I used my profits to buy a professional wire former which I can use to make my own spinning lures as well as a mold which allows me to cast my own lead sinkers (fishing weights). I still buy fishing rods, reels, and line; but I no longer pay high retail prices for tackle. Making my own fishing lures is a good way to keep busy during the cold winter months and I always begin the fishing season with an overstuffed tackle bag. It’s a good feeling, but also fun and profitable.

This contest will end on December 16 2012 – prizes include:

  • First Place winner will receive a Go Berkey Kit valued at $150.
  • Second Place: $100 Cash.
  • Third Place: $50 Cash.

Well what are you waiting for – email your entries today. But please read the rules first… 1x1.trans Making your own fishing jigs for fun, survival and profit

Comments

  1. I used to work in a sports shop and we made jugs in the down times.

  2. I also make my own sinkers / lures and bullets . Janns Netcraft has lots of building supplies and is close by in northwest Ohio . Wood lures are also in my arsenal painting your own lures is great fun . I also make wire bodied spinners and worm rigs wire a few beads and some clevis and spinner blades = lures for all species of fish . I also tried making my own rubber worms it’s a bit tough and messy (maybe it’s just me ) . Also get plastic lures from Netcraft all you nerd are split rings and hooks and you save lot’s of $ . They come painted and unpainted . They have rod building supplies and fly tying equipment . Cabela’s and Bass Pro have lot’s of stuff too . Easy to find easy to do . M. Roberts great post never thought of a money maker just did it to save mine . You explained it awesomely .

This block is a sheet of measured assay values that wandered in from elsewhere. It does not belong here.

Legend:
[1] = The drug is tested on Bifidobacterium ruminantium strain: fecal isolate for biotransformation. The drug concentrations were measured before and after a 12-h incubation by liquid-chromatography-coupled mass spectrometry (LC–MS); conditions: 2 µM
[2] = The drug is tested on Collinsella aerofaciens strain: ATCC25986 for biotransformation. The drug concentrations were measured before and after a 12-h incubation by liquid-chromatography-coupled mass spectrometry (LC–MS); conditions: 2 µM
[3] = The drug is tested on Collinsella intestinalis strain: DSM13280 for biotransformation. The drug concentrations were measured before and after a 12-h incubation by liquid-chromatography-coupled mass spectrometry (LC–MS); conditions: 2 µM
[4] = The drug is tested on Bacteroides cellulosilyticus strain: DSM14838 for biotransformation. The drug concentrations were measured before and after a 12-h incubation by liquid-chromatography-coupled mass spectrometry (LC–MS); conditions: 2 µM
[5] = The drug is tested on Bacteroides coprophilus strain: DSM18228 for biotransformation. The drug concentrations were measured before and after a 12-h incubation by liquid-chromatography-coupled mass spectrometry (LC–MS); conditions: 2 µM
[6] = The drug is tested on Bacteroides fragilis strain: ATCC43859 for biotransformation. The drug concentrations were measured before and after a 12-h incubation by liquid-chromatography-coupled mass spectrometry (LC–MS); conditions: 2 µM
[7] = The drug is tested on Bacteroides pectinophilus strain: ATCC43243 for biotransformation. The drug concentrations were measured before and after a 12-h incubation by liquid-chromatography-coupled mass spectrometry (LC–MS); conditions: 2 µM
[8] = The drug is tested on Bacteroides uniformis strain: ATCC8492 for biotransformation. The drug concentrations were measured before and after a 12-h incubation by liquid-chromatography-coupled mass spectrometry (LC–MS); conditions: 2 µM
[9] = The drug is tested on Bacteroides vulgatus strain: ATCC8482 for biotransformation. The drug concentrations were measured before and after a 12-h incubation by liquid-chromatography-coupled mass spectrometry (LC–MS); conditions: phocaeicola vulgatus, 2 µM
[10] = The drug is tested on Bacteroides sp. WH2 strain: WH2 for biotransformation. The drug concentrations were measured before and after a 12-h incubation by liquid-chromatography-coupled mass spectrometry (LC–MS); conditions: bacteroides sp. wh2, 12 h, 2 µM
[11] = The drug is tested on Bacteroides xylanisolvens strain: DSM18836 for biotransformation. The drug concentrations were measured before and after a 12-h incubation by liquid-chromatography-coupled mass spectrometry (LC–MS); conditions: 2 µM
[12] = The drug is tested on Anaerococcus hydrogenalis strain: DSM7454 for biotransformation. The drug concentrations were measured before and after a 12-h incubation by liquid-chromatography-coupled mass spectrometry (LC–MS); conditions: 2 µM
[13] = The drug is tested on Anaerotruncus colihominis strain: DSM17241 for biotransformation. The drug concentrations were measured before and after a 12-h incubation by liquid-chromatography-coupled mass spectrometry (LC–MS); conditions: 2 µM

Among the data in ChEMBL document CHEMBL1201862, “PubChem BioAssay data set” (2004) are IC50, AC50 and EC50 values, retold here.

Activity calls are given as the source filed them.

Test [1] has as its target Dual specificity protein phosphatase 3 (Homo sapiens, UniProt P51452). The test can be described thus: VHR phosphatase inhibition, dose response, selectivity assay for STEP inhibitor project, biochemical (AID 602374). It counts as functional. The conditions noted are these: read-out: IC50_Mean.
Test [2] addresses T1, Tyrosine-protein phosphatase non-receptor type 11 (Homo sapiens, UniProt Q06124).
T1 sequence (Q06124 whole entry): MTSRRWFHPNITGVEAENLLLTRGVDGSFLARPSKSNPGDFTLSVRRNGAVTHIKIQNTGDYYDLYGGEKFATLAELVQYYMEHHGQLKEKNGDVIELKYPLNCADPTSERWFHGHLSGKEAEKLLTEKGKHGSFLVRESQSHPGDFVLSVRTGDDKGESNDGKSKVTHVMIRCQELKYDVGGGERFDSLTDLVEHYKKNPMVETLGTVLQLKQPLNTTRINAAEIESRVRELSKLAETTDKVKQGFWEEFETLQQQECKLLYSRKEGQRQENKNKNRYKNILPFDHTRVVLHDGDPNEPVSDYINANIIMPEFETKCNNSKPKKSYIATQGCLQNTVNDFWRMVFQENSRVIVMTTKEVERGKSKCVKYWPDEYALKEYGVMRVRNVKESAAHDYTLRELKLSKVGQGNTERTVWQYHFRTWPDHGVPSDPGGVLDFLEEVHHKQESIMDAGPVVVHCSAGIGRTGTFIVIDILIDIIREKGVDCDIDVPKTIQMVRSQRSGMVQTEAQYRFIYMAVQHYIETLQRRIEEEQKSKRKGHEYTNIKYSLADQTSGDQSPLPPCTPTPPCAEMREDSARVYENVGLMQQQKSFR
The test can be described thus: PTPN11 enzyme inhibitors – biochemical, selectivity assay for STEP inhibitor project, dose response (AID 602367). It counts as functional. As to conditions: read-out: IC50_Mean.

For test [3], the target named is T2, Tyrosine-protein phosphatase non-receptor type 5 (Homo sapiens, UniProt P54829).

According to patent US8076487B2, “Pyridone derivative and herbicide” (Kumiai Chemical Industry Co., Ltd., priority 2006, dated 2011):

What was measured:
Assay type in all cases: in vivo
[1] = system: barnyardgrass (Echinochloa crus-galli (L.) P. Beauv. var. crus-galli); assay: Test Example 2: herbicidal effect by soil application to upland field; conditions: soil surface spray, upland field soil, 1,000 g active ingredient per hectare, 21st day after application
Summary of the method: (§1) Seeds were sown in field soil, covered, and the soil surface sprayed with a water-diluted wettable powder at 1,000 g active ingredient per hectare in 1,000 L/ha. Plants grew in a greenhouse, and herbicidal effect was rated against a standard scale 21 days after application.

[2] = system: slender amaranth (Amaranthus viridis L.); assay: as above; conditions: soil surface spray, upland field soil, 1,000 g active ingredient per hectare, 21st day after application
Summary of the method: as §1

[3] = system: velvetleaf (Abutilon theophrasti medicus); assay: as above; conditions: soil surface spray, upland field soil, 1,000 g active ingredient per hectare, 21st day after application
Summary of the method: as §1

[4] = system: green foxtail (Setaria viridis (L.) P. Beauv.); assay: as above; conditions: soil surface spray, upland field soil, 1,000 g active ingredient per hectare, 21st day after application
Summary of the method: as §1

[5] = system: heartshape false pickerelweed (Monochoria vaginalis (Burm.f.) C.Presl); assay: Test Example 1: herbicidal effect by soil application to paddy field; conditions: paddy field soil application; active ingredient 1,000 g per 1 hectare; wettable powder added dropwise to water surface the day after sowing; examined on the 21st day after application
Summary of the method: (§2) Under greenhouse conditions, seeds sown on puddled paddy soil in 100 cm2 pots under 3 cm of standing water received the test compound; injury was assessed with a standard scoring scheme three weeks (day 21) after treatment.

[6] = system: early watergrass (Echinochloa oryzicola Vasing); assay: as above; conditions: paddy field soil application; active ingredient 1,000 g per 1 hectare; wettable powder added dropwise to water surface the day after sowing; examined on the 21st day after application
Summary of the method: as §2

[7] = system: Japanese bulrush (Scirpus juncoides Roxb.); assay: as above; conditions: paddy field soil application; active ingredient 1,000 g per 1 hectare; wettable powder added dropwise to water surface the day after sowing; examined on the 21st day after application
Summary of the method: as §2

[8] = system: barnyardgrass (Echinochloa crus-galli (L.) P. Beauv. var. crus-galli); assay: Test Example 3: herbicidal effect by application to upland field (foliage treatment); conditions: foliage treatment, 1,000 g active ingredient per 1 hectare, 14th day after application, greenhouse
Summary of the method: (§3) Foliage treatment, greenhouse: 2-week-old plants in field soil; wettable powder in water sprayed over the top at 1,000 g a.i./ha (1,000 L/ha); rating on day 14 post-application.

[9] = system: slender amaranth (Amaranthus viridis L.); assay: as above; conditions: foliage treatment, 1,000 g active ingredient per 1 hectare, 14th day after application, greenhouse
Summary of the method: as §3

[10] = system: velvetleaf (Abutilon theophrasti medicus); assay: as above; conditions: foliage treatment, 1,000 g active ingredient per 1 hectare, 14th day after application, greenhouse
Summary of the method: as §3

3. Uncle Charlie says:
    • Have you considered the cost to people by not useing lead?
      When it comes to surviving or worrying about animals ingesting lead, the animals are the last thing I’ll worry about.
      Too, with all the tree hugger push for electric cars, there’s going to be more lead laying around than all the sportsmen lose in a lifetime.
      I’d bet more people die of drowning in bathtubs than animals from ingested lead poisoning. (And am not going to waste time worrying about it or looking it up.)

  4. Also, you have a wonderful gift o offer. Hand made jigs would trump a pair of sox for Xmas.

  5. Tactical G-Ma says:

    M.,
    Thank you for your article. It’s well written and informative. I have never enjoyed fishing with lures cause I am a lazy fisherwoman. I prefer letting live bait entice the fish.

    However, I will keep your information because there are 8 grandsons and their fathers around periodically, especially at the lake. And if I have to fish to eat, i may not be able to find a worm!

  6. MountainSurvivor says:

    Very nice article, guest blogger Roberts. Thought of making some of my own last year when the costs nearly knocked me back a few steps but just didn’t know how to go about it. …thinking it through, now…

  7. I used to do make my own lures as a kid , I was into wood carving at the time …….some turned out to work great and some were complete crap lol .

  8. I can think of other uses for lead – not just bullets, but also one could make little figurines, weights, and things, if one had the right molds. It’s neat that the melting point of lead is so low. Thanks for the tips.

    You might want some kind of respirator?